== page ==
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What to consider?

While things may seem a whirlwind and a bit of a blur, now will be the time to select a quality management company. Experience and expertise will advise you and guide the association through close out.

 

First things first – if you haven’t reviewed the governing documents ask the Manager to give you a brief overview of the governing documents. Go over a copy of the development plans with the property manager and discuss the common areas, streets, dawn to dusk lights and any unusual details of the development, like a detention or retention basin, adjoining subdivision, etc…

 

If any original trustees/directors have changed – make sure the proper legal course in resignations and appointments has been followed and be sure to communicate that with the manager. Copies of any of this documentation and any amendments must be provided and on file with the association records. 

 

If multiple builders or another builder is involved, or if Lots have been sold or exchanged in some way shape or form, it is absolute that all parties involved are advised on governing documents. It will also be necessary to alert them and their homeowners to any assessment responsibility.

 

Communicate any known or pre-conceived thoughts on the budget and or assessments. The budget will ultimately provide for the type of assessment required and will also consider the working capital fees collected in the case of shortfall, or building healthy reserves. A well informed manager will be able to give constructive feedback on these, particularly when contrasting “maintenance fee” and “maintenance free.”

 

Decide on specs, bids or proposals for services. If you have one company you are set on engaging for lawn, snow removal, or an irrigation company who is completing installation – be sure to provide contact information to the manager. If you are not seeking bids, you should advise as to why and the manager should memo the association file and prepare a statement to that effect with your signature.

 

Discuss Insurance requirements. Do the governing documents provide for (builder) payment of assessments – this becomes a consideration when a four pack or even attached homes are built – one is sold but the other(s) require insurance coverage. Governing documents are all written a bit differently so you may also wish to address this with your attorney.

 

Discuss valuations of any pool, clubhouse, monuments, gates, gazebos, playgrounds, sports courts, etc., as well as any lakes, detention or retention basins. Discuss any wooded areas, meadows or streams – who is responsible -how they will be handled. The manager will need to convey these types of costs to the Insurance Company for association coverage.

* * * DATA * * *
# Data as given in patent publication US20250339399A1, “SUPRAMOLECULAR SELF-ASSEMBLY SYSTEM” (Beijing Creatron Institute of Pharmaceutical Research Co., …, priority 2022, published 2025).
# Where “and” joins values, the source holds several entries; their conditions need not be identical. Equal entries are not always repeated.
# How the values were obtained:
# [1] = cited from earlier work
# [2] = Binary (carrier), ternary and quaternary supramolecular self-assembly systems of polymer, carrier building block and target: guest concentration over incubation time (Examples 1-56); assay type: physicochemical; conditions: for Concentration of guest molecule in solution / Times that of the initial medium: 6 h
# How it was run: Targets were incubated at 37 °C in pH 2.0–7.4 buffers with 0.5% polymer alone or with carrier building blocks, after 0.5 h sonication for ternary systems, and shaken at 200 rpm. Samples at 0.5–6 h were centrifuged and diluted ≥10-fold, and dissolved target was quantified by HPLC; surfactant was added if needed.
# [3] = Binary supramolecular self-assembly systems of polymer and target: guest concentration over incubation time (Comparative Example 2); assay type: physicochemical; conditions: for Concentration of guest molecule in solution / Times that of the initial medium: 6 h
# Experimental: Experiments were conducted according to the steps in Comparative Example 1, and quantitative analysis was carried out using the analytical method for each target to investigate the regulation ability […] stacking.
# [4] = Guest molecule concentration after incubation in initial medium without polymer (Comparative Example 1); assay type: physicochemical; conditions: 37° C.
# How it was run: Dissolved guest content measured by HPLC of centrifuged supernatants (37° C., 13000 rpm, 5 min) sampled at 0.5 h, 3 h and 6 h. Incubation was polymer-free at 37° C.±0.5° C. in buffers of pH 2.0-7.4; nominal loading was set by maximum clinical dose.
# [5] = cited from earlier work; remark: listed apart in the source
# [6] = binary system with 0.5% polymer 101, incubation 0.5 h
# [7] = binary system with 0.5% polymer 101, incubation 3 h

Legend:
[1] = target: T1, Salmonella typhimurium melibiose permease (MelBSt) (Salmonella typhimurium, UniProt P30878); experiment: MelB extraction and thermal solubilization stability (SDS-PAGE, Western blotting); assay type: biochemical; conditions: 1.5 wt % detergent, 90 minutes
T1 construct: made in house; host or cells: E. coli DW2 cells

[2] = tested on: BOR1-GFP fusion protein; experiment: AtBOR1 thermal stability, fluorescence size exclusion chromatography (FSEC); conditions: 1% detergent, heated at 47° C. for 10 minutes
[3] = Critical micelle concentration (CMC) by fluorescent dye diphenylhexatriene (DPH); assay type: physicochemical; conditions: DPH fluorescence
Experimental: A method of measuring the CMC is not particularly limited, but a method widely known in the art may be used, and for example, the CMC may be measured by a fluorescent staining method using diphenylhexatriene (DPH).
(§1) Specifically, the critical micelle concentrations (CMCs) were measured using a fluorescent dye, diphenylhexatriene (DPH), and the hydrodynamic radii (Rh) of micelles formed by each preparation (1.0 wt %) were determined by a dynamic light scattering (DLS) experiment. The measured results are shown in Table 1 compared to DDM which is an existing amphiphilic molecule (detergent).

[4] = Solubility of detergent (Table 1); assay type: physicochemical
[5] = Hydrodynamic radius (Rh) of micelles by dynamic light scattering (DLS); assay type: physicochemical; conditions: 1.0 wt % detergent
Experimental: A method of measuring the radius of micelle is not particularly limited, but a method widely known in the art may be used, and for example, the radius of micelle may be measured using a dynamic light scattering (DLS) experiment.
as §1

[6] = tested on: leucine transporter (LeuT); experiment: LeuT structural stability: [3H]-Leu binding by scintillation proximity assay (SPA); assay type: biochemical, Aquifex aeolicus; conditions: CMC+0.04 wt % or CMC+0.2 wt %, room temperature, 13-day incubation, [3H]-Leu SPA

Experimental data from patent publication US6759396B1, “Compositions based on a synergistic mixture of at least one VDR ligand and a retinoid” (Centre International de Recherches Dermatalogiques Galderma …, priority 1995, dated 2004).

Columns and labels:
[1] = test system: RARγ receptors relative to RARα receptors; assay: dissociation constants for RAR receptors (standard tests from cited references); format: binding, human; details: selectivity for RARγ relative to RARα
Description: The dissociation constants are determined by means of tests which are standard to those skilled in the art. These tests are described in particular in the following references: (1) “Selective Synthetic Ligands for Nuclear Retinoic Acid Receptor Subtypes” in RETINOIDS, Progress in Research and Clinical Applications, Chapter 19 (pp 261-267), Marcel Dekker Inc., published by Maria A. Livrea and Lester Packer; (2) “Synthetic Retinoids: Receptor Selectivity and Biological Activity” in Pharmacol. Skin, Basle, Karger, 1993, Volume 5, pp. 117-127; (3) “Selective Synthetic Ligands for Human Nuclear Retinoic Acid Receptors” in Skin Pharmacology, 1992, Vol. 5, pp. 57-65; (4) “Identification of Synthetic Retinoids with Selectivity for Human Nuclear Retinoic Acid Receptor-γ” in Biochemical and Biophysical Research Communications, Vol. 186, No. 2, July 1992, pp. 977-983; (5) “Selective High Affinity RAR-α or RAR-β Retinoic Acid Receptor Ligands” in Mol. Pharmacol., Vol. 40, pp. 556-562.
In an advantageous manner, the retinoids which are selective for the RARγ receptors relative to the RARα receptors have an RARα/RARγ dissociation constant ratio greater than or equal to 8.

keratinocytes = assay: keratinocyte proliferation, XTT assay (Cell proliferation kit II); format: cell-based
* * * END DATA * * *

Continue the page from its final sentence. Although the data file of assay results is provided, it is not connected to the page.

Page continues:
Builder insurance differs greatly from association insurance coverage – so this too is another area where a well informed manager can guide you. Some insurance companies do not provide coverage on new developments due to liability considerations – and or some insurance companies do not include developer/builder(s) under Directors and Officers Insurance coverage.    

 

Pass any documents, irrigation or landscape specs, plans, paint color, siding or roof information as well as any warranty information that may be in place. It would also be extremely helpful and beneficial to provide a copy of the landscape plan approved with Planning and Zoning.

 

Determine how architectural requests/approvals will be coordinated and handled. Most management companies have a set process or procedure already in place. You will need to advise who the sign off person is and provide contact information on all trustees or directors as the (builder) board.

 

Not all management companies follow the proper role of authority in this measure – so this is important. As developer/builders, you are the decision makers and you as trustees/directors hold absolute authority in the association prior to any elections. If management companies are signing off on architectural approvals or contracts – your potential liability may be compromised.

 

If you have chosen to release this authority to them, you may wish to follow up with your legal counsel on creating a release of authority and designation of approval process or form.  

 

As developer/builder you may at some point in some association find it necessary to release and relinquish your responsibility. This is yet another area where your attorney can offer professional legal advice.

 

Another important point to note is your attorney as developer/builder should not be or serve as the association attorney. This represents a true conflict in the role of builder/trustee/director. The association should be represented separately from any developer or builder business aspects.            

 

Discuss any recreation or amenities that will be included. Any staffing of a clubhouse, pool, etc., if that is applicable. Any specs, designs, or plans should also be provided to the manager on behalf of the association for sound historical knowledge.

 

Ask the manager to review election status with you in accordance with the governing documents and discuss when the elections will take place.

 

Consider transition and turnover.

 

Communicate with your sales staff on any of the above topics so that they are well informed and can provide clear and concise answers to homeowners.

 

By this point, things should be coming into a much better focus. And if you’ve still hesitated on selecting a management company – contact IPM now!

 

contact@innovativepm.biz

 

Copyright Innovative Property Management, LLC 2007

 
 
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Innovative Property Management, LLC,
223 Salt Lick Rd., #339
St. Peters, Missouri 63376
Phone: 314-402-9667 Fax: 636-244-7980

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